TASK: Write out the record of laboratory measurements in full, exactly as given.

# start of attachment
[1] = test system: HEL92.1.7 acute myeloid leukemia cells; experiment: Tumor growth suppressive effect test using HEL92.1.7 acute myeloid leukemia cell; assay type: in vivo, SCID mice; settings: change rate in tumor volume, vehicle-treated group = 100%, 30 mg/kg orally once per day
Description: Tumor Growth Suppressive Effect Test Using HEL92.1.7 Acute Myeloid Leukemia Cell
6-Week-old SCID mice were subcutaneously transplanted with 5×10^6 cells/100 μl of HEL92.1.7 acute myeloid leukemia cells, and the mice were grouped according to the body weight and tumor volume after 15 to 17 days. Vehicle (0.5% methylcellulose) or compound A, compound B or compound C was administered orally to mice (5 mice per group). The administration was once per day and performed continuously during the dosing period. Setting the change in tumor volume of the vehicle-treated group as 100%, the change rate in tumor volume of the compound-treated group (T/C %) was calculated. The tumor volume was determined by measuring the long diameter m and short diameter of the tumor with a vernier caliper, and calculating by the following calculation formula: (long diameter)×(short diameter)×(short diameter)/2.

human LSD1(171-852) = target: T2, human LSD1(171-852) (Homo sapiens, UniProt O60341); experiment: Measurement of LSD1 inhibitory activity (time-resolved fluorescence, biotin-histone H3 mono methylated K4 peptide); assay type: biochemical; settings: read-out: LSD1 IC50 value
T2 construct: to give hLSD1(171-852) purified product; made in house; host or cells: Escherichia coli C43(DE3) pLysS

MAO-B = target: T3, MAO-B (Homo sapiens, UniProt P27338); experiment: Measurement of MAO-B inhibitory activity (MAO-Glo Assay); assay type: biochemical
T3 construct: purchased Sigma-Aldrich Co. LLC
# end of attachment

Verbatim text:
[1] = test system: HEL92.1.7 acute myeloid leukemia cells; experiment: Tumor growth suppressive effect test using HEL92.1.7 acute myeloid leukemia cell; assay type: in vivo, SCID mice; settings: change rate in tumor volume, vehicle-treated group = 100%, 30 mg/kg orally once per day
Description: Tumor Growth Suppressive Effect Test Using HEL92.1.7 Acute Myeloid Leukemia Cell
6-Week-old SCID mice were subcutaneously transplanted with 5×10^6 cells/100 μl of HEL92.1.7 acute myeloid leukemia cells, and the mice were grouped according to the body weight and tumor volume after 15 to 17 days. Vehicle (0.5% methylcellulose) or compound A, compound B or compound C was administered orally to mice (5 mice per group). The administration was once per day and performed continuously during the dosing period. Setting the change in tumor volume of the vehicle-treated group as 100%, the change rate in tumor volume of the compound-treated group (T/C %) was calculated. The tumor volume was determined by measuring the long diameter m and short diameter of the tumor with a vernier caliper, and calculating by the following calculation formula: (long diameter)×(short diameter)×(short diameter)/2.

human LSD1(171-852) = target: T2, human LSD1(171-852) (Homo sapiens, UniProt O60341); experiment: Measurement of LSD1 inhibitory activity (time-resolved fluorescence, biotin-histone H3 mono methylated K4 peptide); assay type: biochemical; settings: read-out: LSD1 IC50 value
T2 construct: to give hLSD1(171-852) purified product; made in house; host or cells: Escherichia coli C43(DE3) pLysS

MAO-B = target: T3, MAO-B (Homo sapiens, UniProt P27338); experiment: Measurement of MAO-B inhibitory activity (MAO-Glo Assay); assay type: biochemical
T3 construct: purchased Sigma-Aldrich Co. LLC